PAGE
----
MONTREAL -- The following is an open letter co-signed by Propulsion Québec and the Chamber of Commerce of Metropolitan Montreal.

Over the past few months, many of us have begun to think about what kind of recovery we want.

The case for creating a greener, more sustainable and more innovative economy is stronger than ever. The arguments amplify long-standing calls for an improvement in our environmental and social performance.

Many are proposing new green policies or initiatives, and rightly so, starting with the Plan for a Green Economy.

However, there is already an undeniable solution within our ministries and municipalities. This tool affects more than 13 per cent of Canada’s GDP: public procurement.


When it comes to public procurement, the reflex of many public decision-makers is to state from the outset that we must follow the rule of the lowest bidder, for reasons of cost control, system probity or even to respect the spirit of international trade agreements which prohibit explicitly favouring local companies.

For example, when a department receives two service offers, one for a traditional product that is less expensive and the other for an innovative or green product that is more expensive, the department is obliged to select the first offer.

We can and must do otherwise!

A study unveiled last September by the Chamber of Commerce of Metropolitan Montreal and Propulsion Québec shows that we can incorporate criteria into our calls for tenders that reflect our desire to achieve environmental objectives or to make more room for innovation—all while respecting international trade agreements.


The first ingredient for this is a clear and determined political will.

This political will must take the form of a concrete gesture: the Conseil du trésor must abandon the systematic choice of the lowest bidder.

Like many states around the world, our governments must give preference to the most economically advantageous offer that also offers the best value for their investment.

The government has shown an openness to move in that direction.

Well, that’s good news.

We look forward to seeing this intention translated into concrete action.


The study shows that public purchasers have other means at their disposal that do not require major legislative changes.

The framework and content of calls for tenders can be changed by regulation.

Criteria must be allowed to go beyond acquisition cost alone to consider life cycle cost or total cost of ownership instead.

Environmental and social performance criteria must be included in calls for tenders, which incidentally has the effect in many parts of the world of favouring the local economy.

Public bodies should be allowed to consult the market even before tenders are issued, for example when assessing needs.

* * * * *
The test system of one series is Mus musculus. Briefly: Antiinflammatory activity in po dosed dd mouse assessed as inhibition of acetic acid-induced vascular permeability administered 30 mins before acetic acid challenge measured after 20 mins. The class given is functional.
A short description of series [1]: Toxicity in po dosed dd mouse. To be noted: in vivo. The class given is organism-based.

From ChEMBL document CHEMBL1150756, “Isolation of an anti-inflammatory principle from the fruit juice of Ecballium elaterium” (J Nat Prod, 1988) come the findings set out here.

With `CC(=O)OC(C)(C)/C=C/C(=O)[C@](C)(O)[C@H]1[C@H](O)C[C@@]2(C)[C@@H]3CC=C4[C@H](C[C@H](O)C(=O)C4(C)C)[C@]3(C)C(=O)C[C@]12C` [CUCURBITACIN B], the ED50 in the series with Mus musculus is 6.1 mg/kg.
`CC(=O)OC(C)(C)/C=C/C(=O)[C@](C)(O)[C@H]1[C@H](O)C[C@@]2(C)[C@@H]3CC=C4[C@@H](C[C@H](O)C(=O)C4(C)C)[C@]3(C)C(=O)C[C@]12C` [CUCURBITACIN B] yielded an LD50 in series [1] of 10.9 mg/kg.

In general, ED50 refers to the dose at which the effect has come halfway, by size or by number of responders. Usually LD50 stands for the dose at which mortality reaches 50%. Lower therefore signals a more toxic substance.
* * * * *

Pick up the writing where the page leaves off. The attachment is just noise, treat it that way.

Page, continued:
Ultimately, a mechanism will need to be put in place to systematically evaluate public procurement to ensure that it supports the achievement of government objectives while maintaining the full integrity of practices.

The study shows how our businesses can make a real difference in achieving our environmental and societal goals—but only if governments give them the opportunity to do so. Most importantly, it also shows how achieving these objectives can become the driving force behind a sustainable economic recovery for Quebec.


Quebec has dozens of companies working in the fields of electric and intelligent vehicles, recharging infrastructure, mobility services, and so on. Their offering is competitive and relevant to our needs, but they are often excluded because of regulatory barriers that no longer apply.

Carrying out the proposed changes will mean these companies can benefit Quebecers with their technologies and services, rather than be forced to sell their expertise abroad because no doors are open to them here.

We must make the most of what the trade agreements allow by requiring the final assembly of rolling stock in Quebec and by ensuring that at least 25 per cent of the content is Quebec content. We also invite governments to examine the possibility of aiming for higher local content targets, as allowed in the CETA.

In the long term, this will allow us to reduce our GHG emissions and strengthen our green economic sectors. In the short term, this will help get our economy back on track.

The ball is in the court of our policymakers.

In the meantime, industry players, as well as the general public, are invited to mobilize for the revival of the sector by participating in the Strategic Forum on Transportation and Logistics, now being held as part of the Relaunch MTL movement. 

  • Michel Leblanc, President and CEO, Chamber of Commerce of Metropolitan Montreal
  • Sarah Houde, CEO, Propulsion Québec